Robert Neubecker

It could take 118 years for female computer scientists to match publishing rates of male colleagues

It could be well into the 21st century before female computer scientists annually publish as many research articles as their male counterparts, an analysis published today concludes. If current trends in publishing continue, women in biomedical research are likely to reach parity sooner, possibly by 2050. 

The study, which appears on the preprint service arXiv, used a large data set and statistical methods to estimate the portion of papers published by women in those fields, yielding a measure of progress in efforts to eliminate historical patterns of gender inequality. “Although gender balance is improving, progress is slower than we had hoped,” write Oren Etzioni and co-authors at the Allen Institute for Artificial Intelligence in Seattle, Washington.

Using a tool called Semantic Scholar, developed by the institute, the researchers examined nearly 3 million journal and conference papers in computer science published between 1970 and 2018. They also analyzed more than 11 million biomedical papers that appeared during that period in the 1000 most-cited journals in the Medline database maintained by the U.S. National Institutes of Health in Bethesda, Maryland.

Determining the gender of authors required estimation because some first names, such as “Taylor,” are used by people of all genders. The researchers ran the first name of each author through an online database, Gender API, which predicts the probability that a first name belongs to a man or woman based on known associations between first names and gender in various countries as shown by government data and social media profiles. The researchers applied those probabilities to calculate the share of all papers published each year by women. The analysis counted all authors equally, regardless of what order each was listed.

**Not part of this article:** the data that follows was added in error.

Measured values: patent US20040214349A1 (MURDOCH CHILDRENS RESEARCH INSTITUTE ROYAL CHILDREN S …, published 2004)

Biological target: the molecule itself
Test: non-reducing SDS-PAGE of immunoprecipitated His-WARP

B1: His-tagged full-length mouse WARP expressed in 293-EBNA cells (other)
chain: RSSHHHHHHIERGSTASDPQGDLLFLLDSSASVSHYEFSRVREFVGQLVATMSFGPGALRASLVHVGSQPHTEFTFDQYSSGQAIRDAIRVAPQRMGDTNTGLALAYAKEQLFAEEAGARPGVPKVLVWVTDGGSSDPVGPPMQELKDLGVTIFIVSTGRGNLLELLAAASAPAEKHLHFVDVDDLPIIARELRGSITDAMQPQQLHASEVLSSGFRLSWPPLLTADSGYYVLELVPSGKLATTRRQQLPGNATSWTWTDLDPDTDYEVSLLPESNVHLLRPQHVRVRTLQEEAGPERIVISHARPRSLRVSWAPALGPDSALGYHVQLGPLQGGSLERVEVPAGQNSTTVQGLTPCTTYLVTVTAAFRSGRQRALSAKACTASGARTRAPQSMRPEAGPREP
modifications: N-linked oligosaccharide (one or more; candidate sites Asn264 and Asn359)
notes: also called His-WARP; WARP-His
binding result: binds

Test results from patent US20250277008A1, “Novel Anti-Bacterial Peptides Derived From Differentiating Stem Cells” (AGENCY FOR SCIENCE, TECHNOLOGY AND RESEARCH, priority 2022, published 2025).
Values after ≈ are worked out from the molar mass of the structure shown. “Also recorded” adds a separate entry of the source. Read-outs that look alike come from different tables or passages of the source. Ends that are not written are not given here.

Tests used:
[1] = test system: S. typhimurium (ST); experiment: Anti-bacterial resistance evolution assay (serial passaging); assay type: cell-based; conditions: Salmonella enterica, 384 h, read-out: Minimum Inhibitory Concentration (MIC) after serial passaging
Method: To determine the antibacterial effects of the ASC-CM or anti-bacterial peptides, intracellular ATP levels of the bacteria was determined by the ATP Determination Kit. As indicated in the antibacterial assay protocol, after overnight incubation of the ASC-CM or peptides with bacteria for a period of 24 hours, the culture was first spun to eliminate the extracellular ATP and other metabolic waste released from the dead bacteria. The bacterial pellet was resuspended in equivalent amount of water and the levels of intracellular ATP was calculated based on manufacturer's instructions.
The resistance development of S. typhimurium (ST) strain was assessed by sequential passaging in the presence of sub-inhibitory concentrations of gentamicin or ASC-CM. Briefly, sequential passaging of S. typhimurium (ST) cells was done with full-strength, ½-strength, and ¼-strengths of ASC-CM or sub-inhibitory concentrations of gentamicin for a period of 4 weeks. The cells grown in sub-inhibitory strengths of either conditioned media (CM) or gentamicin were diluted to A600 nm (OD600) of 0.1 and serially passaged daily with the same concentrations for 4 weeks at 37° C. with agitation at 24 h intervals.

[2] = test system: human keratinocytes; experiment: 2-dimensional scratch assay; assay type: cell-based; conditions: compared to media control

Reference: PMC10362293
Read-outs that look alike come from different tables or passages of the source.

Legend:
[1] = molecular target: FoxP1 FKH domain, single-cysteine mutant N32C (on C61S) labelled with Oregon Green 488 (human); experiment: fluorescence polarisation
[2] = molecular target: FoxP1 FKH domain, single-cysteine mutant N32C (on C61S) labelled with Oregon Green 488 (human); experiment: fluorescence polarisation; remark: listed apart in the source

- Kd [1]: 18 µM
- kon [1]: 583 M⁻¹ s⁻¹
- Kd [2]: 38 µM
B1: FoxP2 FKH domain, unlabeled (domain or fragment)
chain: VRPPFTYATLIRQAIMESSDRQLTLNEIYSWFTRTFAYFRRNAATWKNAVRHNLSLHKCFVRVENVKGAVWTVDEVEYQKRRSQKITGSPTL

The study’s conclusion—that publishing parity in computer science will be reached only around the year 2137, a few generations from now, and perhaps even later—is an extrapolation from past growth rates.

“We hope that these findings will motivate others in the field to … consider ways to improve the status quo,” Etzioni and his colleagues write in their study.

They also examined the extent of cross-gender collaborations in authorship of computer science articles, and found reason for pessimism: These collaborations are not increasing as quickly as the data indicate they could, given the growing number of women in the field, they said. “Although both men and women are more likely to collaborate with authors of their own gender, the degree of same-gender preference is declining among female authors but increasing among male authors,” the study found.

The findings are consistent with those reached by a similar study published in 2018 in PLOS ONE, which examined many more fields of science, 115 in all. In the large majority—87—women comprised significantly fewer than 45% of authors, according to the analysis by Luke Holman and colleagues at the University of Melbourne in Australia.

They found that changes in author gender ratios tended to be slowest in disciplines with large numbers of men, among them computer science and physics. A possible explanation, they said, was that such fields have biases that affect the relative publication rates of men and women.